Isocrates, an Athenian orator, born in 436 B. C, died in 338. His father, Theodorus, was a rich musical instrument maker of Athens, and gave his son the best education attainable in the city. Tisias, Gorgias, Theramenes, and Socrates were his teachers. His natural timidity and weak voice precluded public speaking, and he devoted himself to lecturing on rhetoric. He first taught in the island of Chios; but his success there was not very great, and he was chiefly engaged in regulating the political constitution of the island. He then returned to Athens, where he soon had 100 pupils at a charge of 1,000 drachma) each. He also derived a considerable revenue from writing orations. Plutarch says that Nicocles, king of Cyprus, gave him 20 talents for his orationIsocrates 0900574 He was never willing to take part in public affairs, and, when appointed trierarch in 355, excused himself on account of illness. This refusal, considering his ample means, occasioned much ill will against him. In 362, from policy, he accepted the office, and although it was the most expensive which a private citizen could undertake, he filled it with great liberality and splendor. Isocrates taught principally political oratory. The most eminent statesmen, orators, philosophers, and historians of the time were educated in his school, and he always selected practical subjects, proposing to them chiefly the political events of his own time as a study. His orations, though written to be delivered in his school, were copied and recited in all the countries inhabited by Greeks. In his Are-opagiticus he urges Athens to adopt, as her only safeguard, the ancient democracy of Solon. In his Panegyricus he is equally warm in his exhortations to all the Greeks to unite against the barbarians.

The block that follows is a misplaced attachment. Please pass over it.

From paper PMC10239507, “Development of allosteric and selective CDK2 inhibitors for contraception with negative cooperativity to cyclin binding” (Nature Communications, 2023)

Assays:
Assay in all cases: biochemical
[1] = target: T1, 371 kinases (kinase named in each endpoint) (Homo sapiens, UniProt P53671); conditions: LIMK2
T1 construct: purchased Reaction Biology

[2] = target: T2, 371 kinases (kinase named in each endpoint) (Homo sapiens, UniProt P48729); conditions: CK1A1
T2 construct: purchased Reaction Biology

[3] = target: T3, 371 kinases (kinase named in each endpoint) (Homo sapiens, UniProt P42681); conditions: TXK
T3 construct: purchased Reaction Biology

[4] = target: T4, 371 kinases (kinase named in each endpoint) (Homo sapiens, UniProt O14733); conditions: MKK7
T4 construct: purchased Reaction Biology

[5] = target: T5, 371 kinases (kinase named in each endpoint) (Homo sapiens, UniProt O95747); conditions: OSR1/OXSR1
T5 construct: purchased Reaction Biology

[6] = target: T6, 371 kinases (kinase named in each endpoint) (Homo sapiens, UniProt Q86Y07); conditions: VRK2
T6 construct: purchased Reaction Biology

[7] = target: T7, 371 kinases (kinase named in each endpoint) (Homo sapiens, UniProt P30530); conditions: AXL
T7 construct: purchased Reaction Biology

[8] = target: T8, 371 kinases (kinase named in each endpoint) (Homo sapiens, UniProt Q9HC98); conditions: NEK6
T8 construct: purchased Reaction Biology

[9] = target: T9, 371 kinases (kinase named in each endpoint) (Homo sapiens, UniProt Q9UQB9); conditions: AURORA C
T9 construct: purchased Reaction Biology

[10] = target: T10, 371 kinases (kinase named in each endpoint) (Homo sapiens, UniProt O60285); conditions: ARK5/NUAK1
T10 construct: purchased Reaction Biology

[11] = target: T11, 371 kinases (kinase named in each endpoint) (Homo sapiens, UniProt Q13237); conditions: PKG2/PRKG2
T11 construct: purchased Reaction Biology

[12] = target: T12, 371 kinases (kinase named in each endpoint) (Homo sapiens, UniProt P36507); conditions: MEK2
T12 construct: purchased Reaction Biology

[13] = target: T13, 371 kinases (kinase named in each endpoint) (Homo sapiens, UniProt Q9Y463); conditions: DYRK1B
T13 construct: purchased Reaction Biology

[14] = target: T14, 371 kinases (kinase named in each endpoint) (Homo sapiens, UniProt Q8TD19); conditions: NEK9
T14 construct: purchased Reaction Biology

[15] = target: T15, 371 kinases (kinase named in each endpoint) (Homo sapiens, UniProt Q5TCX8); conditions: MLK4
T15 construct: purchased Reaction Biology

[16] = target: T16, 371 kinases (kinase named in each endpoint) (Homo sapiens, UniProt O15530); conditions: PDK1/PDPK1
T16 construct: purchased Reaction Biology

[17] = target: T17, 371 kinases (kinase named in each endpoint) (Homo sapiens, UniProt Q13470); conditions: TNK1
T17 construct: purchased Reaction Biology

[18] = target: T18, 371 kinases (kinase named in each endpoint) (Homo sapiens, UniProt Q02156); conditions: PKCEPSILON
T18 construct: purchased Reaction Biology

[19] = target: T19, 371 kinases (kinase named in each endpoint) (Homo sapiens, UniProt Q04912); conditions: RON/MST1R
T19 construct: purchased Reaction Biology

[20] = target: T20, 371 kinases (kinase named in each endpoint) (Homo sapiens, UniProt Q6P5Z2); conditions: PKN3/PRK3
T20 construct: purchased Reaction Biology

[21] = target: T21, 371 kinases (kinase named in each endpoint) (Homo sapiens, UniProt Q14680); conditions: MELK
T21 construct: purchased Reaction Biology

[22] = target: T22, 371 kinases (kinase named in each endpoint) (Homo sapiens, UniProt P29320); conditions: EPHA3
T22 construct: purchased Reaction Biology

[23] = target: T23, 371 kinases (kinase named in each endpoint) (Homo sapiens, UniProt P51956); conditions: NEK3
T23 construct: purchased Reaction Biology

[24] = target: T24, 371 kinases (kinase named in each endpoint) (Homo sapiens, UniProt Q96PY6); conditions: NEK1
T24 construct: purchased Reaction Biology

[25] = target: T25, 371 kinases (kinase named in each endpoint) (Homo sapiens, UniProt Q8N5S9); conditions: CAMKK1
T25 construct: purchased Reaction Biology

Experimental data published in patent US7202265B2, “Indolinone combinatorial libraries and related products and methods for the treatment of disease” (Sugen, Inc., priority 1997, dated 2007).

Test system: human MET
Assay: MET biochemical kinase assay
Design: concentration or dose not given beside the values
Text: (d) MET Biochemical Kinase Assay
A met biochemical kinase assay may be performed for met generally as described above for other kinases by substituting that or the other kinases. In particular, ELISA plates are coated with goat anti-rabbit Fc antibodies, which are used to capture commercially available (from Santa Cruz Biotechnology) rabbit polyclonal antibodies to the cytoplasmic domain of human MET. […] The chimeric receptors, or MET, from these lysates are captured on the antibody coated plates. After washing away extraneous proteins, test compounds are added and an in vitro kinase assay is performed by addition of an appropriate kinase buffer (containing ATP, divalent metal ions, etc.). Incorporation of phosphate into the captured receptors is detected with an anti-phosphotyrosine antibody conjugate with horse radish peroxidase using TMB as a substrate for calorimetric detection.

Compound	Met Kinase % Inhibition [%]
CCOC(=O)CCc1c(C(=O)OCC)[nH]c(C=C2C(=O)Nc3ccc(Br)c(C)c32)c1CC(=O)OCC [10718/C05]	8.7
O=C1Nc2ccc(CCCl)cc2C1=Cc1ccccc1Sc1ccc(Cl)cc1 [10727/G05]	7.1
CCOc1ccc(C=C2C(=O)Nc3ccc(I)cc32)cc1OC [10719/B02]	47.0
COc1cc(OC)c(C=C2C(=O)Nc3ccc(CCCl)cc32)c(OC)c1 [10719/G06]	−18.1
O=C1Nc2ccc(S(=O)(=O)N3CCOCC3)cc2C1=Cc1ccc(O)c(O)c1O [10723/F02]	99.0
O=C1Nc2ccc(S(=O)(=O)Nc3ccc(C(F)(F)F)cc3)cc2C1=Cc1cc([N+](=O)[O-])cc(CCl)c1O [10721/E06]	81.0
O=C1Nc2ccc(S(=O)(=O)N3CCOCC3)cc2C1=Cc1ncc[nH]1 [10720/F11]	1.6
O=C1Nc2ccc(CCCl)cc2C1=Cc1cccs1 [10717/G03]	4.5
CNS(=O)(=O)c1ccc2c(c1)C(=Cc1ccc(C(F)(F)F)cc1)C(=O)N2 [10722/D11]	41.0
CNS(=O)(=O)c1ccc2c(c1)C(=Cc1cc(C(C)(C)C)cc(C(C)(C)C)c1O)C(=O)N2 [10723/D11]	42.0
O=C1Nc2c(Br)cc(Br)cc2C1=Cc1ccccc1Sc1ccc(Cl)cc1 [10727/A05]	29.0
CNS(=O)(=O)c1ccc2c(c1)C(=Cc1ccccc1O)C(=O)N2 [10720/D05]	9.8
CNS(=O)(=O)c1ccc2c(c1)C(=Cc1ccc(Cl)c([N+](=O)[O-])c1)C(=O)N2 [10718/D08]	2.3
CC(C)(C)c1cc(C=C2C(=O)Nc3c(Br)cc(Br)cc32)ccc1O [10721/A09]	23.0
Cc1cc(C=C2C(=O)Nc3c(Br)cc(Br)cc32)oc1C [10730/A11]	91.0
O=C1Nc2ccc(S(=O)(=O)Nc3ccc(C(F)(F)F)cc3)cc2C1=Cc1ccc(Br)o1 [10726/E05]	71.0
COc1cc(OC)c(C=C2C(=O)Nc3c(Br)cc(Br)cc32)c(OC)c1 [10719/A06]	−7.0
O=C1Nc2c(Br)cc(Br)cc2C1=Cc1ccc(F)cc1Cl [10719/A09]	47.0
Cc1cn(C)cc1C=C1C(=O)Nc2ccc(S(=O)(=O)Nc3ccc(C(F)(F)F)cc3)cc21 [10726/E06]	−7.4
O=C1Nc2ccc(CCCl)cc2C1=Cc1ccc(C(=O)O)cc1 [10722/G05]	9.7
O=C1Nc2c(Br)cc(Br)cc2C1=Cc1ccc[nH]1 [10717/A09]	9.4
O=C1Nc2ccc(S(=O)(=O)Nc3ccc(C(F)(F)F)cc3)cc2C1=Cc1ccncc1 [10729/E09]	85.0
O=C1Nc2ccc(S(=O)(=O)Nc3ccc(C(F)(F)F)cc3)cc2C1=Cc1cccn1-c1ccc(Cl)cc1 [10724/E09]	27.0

In his "Philip," an oration addressed to the king of Macedon, he entreats the king to unite with the Greeks, and lead them against the Persians. But Isocrates was not a practical statesman, and he was unconsciously urging Philip to become the ruler of the Grecian states, an object which the king was then secretly planning. His Panathena-icus, a eulogy on Athens, was written when he was 94 years of age. After the victory of the Macedonians over his countrymen at Chaeronea, he was unwilling to survive the destruction of their liberties, and destroyed himself. The writings of Isocrates were all carefully studied and elaborated; he is said to have taken over ten years to write his Panegyricus. They are remarkable for their flow of elegance and melody, the precisely turned sentences and periods making the style almost monotonous. Of 28 genuine orations of his, 21 have come down to us, 8 of which were written for judicial cases, and were intended to serve as models for forensic writing. Besides these, there are titles and fragments of 27 others, and also 10 letters, some of which are undoubtedly spurious. His works have been translated into English by Sadlier, Dinsdale, and Gillies, and also into French, but unsuccessfully.

The best text is Bekker's.